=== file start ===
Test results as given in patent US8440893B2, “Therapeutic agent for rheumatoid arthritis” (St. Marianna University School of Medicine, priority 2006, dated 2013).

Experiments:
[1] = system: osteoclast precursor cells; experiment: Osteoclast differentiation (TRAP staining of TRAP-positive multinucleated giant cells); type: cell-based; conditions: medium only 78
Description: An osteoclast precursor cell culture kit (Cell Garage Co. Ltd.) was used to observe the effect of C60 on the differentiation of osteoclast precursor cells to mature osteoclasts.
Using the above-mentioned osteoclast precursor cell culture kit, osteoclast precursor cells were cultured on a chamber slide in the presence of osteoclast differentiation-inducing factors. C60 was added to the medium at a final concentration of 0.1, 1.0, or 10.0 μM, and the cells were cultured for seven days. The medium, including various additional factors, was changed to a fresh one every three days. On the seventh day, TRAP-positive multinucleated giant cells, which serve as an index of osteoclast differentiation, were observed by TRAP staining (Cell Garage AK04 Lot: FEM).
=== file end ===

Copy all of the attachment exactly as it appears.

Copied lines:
Test results as given in patent US8440893B2, “Therapeutic agent for rheumatoid arthritis” (St. Marianna University School of Medicine, priority 2006, dated 2013).

Experiments:
[1] = system: osteoclast precursor cells; experiment: Osteoclast differentiation (TRAP staining of TRAP-positive multinucleated giant cells); type: cell-based; conditions: medium only 78
Description: An osteoclast precursor cell culture kit (Cell Garage Co. Ltd.) was used to observe the effect of C60 on the differentiation of osteoclast precursor cells to mature osteoclasts.
Using the above-mentioned osteoclast precursor cell culture kit, osteoclast precursor cells were cultured on a chamber slide in the presence of osteoclast differentiation-inducing factors. C60 was added to the medium at a final concentration of 0.1, 1.0, or 10.0 μM, and the cells were cultured for seven days. The medium, including various additional factors, was changed to a fresh one every three days. On the seventh day, TRAP-positive multinucleated giant cells, which serve as an index of osteoclast differentiation, were observed by TRAP staining (Cell Garage AK04 Lot: FEM).